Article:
Electrospray ionization liquid chromatography tandem mass spectrometry (LC-MS) was carried out in data dependent mass spectrometry mode using an LTQ ion trap mass spectrometer (Thermo Electron Corporation) coupled to a 1 mm C18 column as previously described (Weith et al., 2012). Initial SEQUEST searches were performed to identify peptides using the IPI human protein sequence database (v3.75) downloaded from the EMBL-EBI website. Subsequent searches only contained the pig cardiac TnI (A5X497) and pig α-Tm (P42639) sequences downloaded from UniProtKB. The degrees of site-specific TnI and α-Tm phosphorylation and truncation of the C-terminus of TnI were determined from the extracted ion currents for specific peptides of interest in the LC chromatograms using label free-proteomic strategies as described in the Results Section. Phosphorylation levels were determined using each of the five reference peptides listed for TnI and α-Tm in the Results Section in three samples from each group, before and after treatment with alkaline phosphatase. Statistical significance was determined from the individual measurements from each reference peptide using a Student's t-test.
Changes to Contractile Protein Function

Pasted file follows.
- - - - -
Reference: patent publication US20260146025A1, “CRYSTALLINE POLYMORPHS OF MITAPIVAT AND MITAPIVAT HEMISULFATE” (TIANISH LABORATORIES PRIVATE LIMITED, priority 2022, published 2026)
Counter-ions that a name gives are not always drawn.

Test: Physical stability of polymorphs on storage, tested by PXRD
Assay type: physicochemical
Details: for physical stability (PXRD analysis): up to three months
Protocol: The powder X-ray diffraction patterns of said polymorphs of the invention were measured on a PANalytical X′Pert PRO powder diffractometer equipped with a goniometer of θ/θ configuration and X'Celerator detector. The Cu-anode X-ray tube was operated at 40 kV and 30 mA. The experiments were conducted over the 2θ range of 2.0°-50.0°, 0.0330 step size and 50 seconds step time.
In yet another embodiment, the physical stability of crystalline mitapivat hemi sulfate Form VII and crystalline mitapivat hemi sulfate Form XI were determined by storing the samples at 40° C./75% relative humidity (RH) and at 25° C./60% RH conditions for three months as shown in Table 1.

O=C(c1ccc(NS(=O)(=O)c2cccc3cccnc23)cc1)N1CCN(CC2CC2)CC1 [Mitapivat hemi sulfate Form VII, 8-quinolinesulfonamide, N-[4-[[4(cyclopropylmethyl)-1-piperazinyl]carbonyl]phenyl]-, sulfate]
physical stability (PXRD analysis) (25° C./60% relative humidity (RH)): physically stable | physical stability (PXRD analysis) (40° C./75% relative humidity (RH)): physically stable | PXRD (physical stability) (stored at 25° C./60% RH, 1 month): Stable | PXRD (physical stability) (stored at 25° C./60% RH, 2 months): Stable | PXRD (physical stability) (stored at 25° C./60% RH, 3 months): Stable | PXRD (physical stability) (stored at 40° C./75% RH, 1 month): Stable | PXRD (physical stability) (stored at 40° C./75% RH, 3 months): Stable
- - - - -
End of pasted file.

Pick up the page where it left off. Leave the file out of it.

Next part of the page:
The ability of cardiac myosin to move unregulated actin filaments in the motility assay was unaffected by the ischemic protocol, whether followed by failed resuscitation (IDNR) or by resuscitation and 2 h of reperfusion (IR2) (Figure 2). Due to the labile nature of cardiac myosin we considered the notion that the ischemic protocol might lead to a reduction in the amount of myosin purified by the HIC column protocol (Figure 3). However, while the myosin purified with an HIC-column moved the actin filaments faster there was no significant difference between myosin for the control vs. either ischemic condition (IR2 and IDNR) (Figure 4). Additionally the amount of released in the early or later absorbance peaks that typically contain myosin that poorly hydrolyze ATP (Malmqvist et al., 2004) were not larger than for the myosin from control tissue. These findings suggest that the present bout of global ischemia did not make the myosin more labile. Overall these findings suggest that the function of myosin was not affected by the ischemic protocol employed in this study. It also suggests that neither the subsequent failed resuscitation IDNR nor the successful resuscitation followed by 2 h of reperfusion IR2 affected actomyosin function.